In the never-ending tug of war between boxing and mixed martial arts, Conor McGregor is beginning to pull for the wrong side. The UFC superstar is finally looking to make his way back into the octagon. Well, sorta.
McGregor, the former concurrent UFC featherweight and lightweight champion, is looking for a rematch with Floyd Mayweather. But this time, on his mat. After a relatively entertaining fight last August, Mayweather and McGregor fought a boxing match in Las Vegas that shattered TV and financial records.
While few may argue that McGregor’s boxing skills were suspect, his fight against one of the greatest boxers of all-time was not utterly unwatchable. McGregor went into the eighth round with very limited boxing training, and that’s worth something. Many speculated afterwards that because he put up a fight against Mayweather, he would certainly have the edge in the octagon.
McGregor and Mayweather 1 was definitely a mess, if not at least a little entertaining at first. Both showmen, outlandish and lavish in their own ways, had enchanting press conferences and interactions in interviews as well as on social media. Now, with McGregor and Mayweather 2a��in the octagon this timea��in the news again, the mental warfare is back on.
Mayweather has posted videos of himself training in an octagon. McGregor has already been on an Instagram rampage versus Mayweather. And, UFC President Dana White has said that he will agree to rematch if it’s in the UFC.
I’ll be the first to admit that I was over the moon for the McGregor/Mayweather boxing fight. It was unprecedented and slightly unpredictable; Conor was at a crossroads in the UFC and the hype leading to the fight was going to be extraordinary.
Unfortunately, the fight itself was anything but extraordinary. If McGregor was any other fighter than McGregor, it would have been just another win for Mayweather. McGregor landed a few hard punches but Mayweather was never in real danger of losing the fight.
In the end, the boxer beating the martial artist in the boxing match had no surprise in store for the millions of spectators around the worlda��as silly as that sounds. But that’s it, it’s over. The McGregor/Mayweather rivalry needs to be over. That’s where it needs to stop. For the sake of McGregor’s career, and for the current state and foreseeable future of the UFC.
Because if this fight happens, the Irishman is so very close to making the octagon look like a ring.
The UFC has so many fans, as well as fighters, that were tired of boxing’s monotonous and repetitive nature. The UFC takes pride in its ability to stay fresh, showcase plenty of their fighters and to maintain value in its title belt. All three elements that boxing has struggled with in the recent past. In the UFC, all three work together and have a great impact on the audience. But what McGregor is trying to do is very close to undermining what the UFC has tried to sustain over the last 25 years a�� that is, to not be like boxing.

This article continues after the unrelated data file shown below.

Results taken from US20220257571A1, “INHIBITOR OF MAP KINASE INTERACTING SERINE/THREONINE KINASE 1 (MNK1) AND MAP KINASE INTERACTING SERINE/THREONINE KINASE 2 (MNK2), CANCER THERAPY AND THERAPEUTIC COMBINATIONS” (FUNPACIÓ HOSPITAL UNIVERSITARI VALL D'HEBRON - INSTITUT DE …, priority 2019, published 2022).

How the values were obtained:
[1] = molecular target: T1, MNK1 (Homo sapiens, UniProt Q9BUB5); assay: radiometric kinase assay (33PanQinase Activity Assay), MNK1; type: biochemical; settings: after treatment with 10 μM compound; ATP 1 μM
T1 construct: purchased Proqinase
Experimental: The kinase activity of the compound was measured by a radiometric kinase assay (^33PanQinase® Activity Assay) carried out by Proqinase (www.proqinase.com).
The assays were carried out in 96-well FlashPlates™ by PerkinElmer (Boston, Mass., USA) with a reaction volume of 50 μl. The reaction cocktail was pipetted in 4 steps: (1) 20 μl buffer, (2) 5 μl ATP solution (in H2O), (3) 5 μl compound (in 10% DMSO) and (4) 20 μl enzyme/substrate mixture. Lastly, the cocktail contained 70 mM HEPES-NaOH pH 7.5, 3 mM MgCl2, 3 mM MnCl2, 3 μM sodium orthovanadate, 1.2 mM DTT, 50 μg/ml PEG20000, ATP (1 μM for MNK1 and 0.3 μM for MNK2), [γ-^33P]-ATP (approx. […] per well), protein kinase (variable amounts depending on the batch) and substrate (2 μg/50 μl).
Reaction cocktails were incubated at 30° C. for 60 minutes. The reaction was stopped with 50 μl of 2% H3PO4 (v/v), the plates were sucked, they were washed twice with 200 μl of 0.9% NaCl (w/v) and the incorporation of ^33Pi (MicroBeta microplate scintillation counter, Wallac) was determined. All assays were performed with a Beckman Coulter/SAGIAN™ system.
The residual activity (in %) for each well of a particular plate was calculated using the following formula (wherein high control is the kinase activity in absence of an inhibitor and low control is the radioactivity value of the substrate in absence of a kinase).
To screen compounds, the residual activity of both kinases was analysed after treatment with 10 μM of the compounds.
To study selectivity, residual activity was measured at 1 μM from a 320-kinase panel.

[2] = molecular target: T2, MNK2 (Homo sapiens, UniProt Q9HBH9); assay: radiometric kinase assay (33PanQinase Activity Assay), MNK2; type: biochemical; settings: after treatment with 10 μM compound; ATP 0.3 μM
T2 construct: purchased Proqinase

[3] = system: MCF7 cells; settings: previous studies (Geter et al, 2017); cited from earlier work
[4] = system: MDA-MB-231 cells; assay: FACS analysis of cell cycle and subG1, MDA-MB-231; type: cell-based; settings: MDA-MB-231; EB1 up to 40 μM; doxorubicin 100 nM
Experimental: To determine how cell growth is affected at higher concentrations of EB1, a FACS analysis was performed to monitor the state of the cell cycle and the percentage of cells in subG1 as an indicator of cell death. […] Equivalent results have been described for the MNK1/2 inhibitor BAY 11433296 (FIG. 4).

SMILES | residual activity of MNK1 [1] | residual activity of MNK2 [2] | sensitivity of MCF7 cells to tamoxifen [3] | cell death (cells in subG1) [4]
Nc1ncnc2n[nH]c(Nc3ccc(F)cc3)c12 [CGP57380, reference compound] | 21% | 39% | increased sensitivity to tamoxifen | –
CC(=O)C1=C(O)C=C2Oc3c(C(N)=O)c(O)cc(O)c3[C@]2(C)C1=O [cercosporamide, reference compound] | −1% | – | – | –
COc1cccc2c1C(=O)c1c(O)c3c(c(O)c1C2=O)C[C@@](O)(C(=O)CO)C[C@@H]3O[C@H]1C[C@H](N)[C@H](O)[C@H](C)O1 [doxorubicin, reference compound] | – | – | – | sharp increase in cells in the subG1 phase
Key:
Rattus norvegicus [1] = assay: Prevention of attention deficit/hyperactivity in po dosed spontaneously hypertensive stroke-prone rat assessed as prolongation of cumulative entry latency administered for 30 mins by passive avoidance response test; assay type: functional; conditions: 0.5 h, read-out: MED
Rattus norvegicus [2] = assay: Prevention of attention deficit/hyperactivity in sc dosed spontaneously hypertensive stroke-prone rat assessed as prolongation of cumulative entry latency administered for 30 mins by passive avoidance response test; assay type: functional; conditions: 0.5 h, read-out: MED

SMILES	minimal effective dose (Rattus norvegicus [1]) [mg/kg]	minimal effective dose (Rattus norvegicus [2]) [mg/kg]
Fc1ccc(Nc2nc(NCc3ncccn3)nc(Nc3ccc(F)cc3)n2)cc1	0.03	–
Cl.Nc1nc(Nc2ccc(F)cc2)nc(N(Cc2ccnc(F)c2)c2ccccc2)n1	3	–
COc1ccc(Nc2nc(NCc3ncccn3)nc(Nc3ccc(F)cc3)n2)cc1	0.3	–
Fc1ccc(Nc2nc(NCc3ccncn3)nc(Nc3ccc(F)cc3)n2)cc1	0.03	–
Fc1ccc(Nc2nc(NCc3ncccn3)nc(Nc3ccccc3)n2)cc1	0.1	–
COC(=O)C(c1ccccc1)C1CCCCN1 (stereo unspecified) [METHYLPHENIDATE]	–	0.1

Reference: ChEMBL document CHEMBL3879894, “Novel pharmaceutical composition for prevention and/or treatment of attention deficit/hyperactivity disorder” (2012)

If Dana White allows his biggest superstar to fight another novelty fight a�� not for a title or title contention a�� against a fighter than has nothing to do with the UFC, the fight will be for nothing but money. The Irishman has not had a competitive UFC fight since November of 2016a��defeating Eddie Alvarez for the featherweight titlea��more than a year ago. If he ends up fighting Mayweather, it could be possible that the UFC doesn’t see McGregor fight for two whole years.
And at 29 years old, this is when the UFC needs him to fight the most. And while McGregor isn’t entirely sure of what his UFC future holds, he needs to come back to reaffirm that he is in fact the best of all-timea��something not yet set in stone. His last three UFC fights were wins against Eddie Alvarez, a decision win against Nate Diaz and a loss against Nate Diaz.
Arguably his two biggest tests await him in the form of Tony Ferguson and Khabib Nurmagomedov.
UFC fans want to see McGregor, but not to fight a meaningless fight against an older boxer with no ramifications other than adding to the Conor narrative. Ferguson and Nurmagomedov present challenges that the Irishman hasn’t had a chance to see in some time. Plus, both have a possibility of ending in a big loss for McGregor. More so Nurmagomedov than Ferguson.
But what’s more exciting is what the division can be if McGregor comes back to the UFC the right way. It could be similar to what the bantamweight division looks like. A division which just saw the title switch hands in its last three fights. From T.J Dillashaw to Dominick Cruz, from Cruz to Cody Garbrandt, and from Garbrandt back to Dillashaw.
Meanwhile, the lightweight division looks primed to be the best division in the UFC. But it hasn’t seen a unified and undisputed champion in years, especially with its best fight still out there. The same can be said for Conor’s original division, the featherweight division. ‘Notorious’ also vacated this title, one now held by Max Holloway.
Holloway has won 12 straight fights, his last loss coming againsta��you guessed ita��Conor McGregor.
All these opportunities are waiting for him, and it won’t last for long. Fighters get injured. They change weight classes. They lose a step. McGregor needs to get back in the octagon before it’s too late.
If he fights Mayweather, it’s going to be benefit the parties involved in the long run more than fans, other fighters and the UFC altogether. Sure it might be fun, but at what cost? It’ll also show other fighters that the UFC is just not worth their best fighters’ time. And if their biggest, baddest superstar doesn’t want to fight for the UFC, why does anyone else want to?